“You can only elevate individual performance by elevating that of the entire system.” – W. Edwards Deming
PM is short for Program Manager. At Microsoft, the Program Manager role is a fairly common role, and it can mean a lot of things, so I’ll explain a bit about what a Program Manager does down below before we dive in.
To bottom line it, you can think of a Program Manager as a technical leader that orchestrates a product or service through the planning, the design, the execution, and the release.
As you can imagine, this requires a variety of skills from communication and interpersonal skills to strategic thinking and execution.
These are valuable skills for more than just executing projects and making things happen.
These are skills that can help you in everyday life.
In this post, I’ll share some of the skills and how I apply them for skilled living.
What is a Program Manager
Before we begin, I’ll set some context by giving you a rough idea what a program manager is.
I’ll generalize a bit, but a program manager includes basic project management responsibilities, as well as “program” responsibilities.
A program is really a set of related projects towards a bigger outcome.
Program Manager at Microsoft
At Microsoft, a Program Manager tends to be a technical leader that creates a value prop based on customer needs, competitive landscape, technical trends, and business priorities.
The Program Manager uses the value prop as a frame for key decisions about features, designs, timelines, and priorities.
The Program Manager brings the team together and drives the product or service through the planning, design, and execution.
In the early stages of the project, the Program Manager gathers information, makes sense of the space, and helps get the team up to speed.
Influencing, Orchestrating, and Making Things Happen
Throughout the project, the Program Manager influences to get things done, champions the customers needs, and balances perspectives, including the user, business, and technical views.
One of the most important qualities of a PM is strong communication skills, to communicate up and down the chain effectively, as well as across cross-functional teams to make things happen.
As an example, as a PM on the patterns & practices team at Microsoft, what I do is, take on a significant problem, pitch a project, along with a business case, to stakeholders, assemble a team, and drive the project from cradle to grave, while coordinating across test, UE, and dev, and managing schedule, budget, and scope.
It’s a lot of orchestration and it’s both an art and science.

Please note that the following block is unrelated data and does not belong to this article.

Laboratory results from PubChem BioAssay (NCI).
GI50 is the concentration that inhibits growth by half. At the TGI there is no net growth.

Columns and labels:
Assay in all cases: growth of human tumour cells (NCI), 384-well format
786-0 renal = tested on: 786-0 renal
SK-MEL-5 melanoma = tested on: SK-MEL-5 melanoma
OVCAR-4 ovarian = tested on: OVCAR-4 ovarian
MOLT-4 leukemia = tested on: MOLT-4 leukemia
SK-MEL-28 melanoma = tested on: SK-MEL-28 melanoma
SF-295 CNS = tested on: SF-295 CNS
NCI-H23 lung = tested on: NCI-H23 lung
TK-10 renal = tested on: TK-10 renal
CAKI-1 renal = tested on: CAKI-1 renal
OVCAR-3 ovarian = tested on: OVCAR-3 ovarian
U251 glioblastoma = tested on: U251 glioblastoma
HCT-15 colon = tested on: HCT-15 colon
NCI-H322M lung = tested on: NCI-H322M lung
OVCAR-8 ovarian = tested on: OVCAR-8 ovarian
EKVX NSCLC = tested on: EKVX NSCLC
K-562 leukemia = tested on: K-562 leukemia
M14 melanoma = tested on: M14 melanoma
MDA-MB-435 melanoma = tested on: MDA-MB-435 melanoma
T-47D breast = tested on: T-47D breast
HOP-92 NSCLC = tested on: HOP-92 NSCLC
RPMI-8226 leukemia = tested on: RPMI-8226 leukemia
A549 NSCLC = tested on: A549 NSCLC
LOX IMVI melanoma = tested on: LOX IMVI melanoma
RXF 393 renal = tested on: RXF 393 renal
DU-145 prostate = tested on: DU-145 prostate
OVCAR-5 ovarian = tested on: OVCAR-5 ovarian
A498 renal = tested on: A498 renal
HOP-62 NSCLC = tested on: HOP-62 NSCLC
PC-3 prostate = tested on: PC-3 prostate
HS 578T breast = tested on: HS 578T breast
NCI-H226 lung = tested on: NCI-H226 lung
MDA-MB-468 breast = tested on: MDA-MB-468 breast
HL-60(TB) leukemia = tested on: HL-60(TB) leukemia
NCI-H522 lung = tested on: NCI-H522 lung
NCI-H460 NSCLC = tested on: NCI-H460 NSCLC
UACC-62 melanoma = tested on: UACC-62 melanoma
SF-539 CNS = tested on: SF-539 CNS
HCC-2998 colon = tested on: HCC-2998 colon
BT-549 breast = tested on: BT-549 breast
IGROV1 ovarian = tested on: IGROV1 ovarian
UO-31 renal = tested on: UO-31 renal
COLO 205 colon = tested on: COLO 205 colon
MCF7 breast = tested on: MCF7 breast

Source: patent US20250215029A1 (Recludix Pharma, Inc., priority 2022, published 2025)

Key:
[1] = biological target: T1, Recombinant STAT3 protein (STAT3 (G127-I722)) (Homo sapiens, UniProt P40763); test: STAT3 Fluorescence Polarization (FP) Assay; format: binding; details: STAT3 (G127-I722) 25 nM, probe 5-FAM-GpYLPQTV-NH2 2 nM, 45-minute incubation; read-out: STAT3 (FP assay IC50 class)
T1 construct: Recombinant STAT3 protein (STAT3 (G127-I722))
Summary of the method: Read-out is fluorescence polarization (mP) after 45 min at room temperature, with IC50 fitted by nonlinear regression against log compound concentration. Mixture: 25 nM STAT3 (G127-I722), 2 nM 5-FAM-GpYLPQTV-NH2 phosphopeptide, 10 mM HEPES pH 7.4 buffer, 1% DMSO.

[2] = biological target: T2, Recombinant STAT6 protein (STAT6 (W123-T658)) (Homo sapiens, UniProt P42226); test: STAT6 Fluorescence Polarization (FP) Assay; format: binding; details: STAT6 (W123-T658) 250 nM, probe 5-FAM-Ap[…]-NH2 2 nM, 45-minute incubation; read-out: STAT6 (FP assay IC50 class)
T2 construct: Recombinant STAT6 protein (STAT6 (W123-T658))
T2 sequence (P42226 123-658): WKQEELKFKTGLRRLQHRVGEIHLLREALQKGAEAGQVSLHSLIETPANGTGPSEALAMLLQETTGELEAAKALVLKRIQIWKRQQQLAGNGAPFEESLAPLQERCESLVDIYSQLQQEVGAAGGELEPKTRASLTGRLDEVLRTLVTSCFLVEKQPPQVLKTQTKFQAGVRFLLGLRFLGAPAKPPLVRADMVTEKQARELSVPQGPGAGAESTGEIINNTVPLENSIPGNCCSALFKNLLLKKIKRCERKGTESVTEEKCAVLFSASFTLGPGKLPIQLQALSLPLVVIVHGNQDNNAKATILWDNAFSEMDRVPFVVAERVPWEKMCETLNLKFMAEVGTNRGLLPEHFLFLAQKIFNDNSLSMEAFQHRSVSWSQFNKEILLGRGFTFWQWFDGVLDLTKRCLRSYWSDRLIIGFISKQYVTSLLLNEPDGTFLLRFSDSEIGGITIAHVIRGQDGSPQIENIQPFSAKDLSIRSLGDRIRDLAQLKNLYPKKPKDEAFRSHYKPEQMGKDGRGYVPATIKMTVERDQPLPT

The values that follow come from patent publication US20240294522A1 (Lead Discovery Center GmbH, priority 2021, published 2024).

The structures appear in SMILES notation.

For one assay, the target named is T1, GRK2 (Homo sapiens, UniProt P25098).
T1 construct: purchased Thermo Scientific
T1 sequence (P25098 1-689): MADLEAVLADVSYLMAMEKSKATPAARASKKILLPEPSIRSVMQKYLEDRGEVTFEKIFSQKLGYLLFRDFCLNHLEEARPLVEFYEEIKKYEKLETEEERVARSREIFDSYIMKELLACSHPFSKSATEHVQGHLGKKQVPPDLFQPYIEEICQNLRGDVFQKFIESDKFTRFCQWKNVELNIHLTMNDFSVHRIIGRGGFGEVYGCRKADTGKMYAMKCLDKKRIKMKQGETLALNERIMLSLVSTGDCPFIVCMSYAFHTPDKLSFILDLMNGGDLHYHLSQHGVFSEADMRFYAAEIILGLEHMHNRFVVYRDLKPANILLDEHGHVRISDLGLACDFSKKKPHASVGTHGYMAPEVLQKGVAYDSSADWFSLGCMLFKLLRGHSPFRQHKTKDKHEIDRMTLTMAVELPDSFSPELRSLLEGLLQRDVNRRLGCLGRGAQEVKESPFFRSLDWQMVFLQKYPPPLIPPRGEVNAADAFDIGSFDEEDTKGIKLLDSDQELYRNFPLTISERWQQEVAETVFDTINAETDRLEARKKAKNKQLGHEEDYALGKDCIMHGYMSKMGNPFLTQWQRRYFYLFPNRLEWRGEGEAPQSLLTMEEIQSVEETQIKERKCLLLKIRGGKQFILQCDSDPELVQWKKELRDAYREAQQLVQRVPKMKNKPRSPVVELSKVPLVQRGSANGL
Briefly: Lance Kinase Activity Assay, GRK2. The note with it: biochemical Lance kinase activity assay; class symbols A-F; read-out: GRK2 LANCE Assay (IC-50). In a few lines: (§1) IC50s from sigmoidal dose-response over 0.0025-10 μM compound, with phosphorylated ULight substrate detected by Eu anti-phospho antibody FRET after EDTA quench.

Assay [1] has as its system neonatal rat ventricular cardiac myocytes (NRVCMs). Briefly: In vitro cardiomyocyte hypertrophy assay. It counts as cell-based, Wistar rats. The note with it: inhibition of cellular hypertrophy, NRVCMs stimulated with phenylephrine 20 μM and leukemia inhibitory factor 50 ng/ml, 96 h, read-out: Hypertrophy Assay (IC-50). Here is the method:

Program Manager Skills for Life
Here is a quick map of some of the key Program Manager skills you can apply to life:
A vision is simply a view of the future. As a Program, Manager, I need to be able to create and share a vision effectively.
The vision has to be a compelling future that the team believes in. I also need to sell the vision to the stakeholders.
In life, you can imagine the power of creating a compelling vision. The more effectively you can share your vision, the more you can get people on board to help you with that vision.
You can also improve your own clarity.
A simple test is, can you draw your vision? If you can’t draw it, then good luck getting other people on board. You might find when you draw your vision, it’s no longer that compelling.
You can test your vision early to see what sticks.
When you have clarity on your vision and it’s compelling, you’ll find ways to make it happen.
It’s a catalyst for creativity.
2. Make it a project.
As simple as it sounds, making something a project really changes things. It implies that there is a start and a finish.
It means that by putting a box around it, you can think more deeply about the investment.
This includes even thinking about whether it’s even worth it.
When you think of the work as a project, it means you can think in terms of budget, time, and scope.
This helps you make trade-offs.
In life, I turn things I work on into projects so that I have a nice wrapper around them. It helps make sure I don’t juggle too many projects at once. I can shelve projects and put them on the backburner.
The real beauty though is when a project is done. It’s a clean finish.
Teams are how things get done. The beauty of a well-designed team is you’re the sum of the strengths.
As a Program Manager, one of the most important things I do is find the right people for the job.
Finding the right people is critical both for the success of the work, and for the success of the team.
When you go on an epic adventure, you want the right collection of skills to make it back alive.
In life, building teams and effective teamwork is crucial for surviving the changing landscape.
4. Influence without authority.
As a PM, I need to get a lot of things done through other people, that don’t report to me and I have no authority over.
That means a lot of negotiation.
It means understanding what people value and connecting with them at their values.
It means winning their hearts and minds. People have a lot of choices and they can vote with their feet.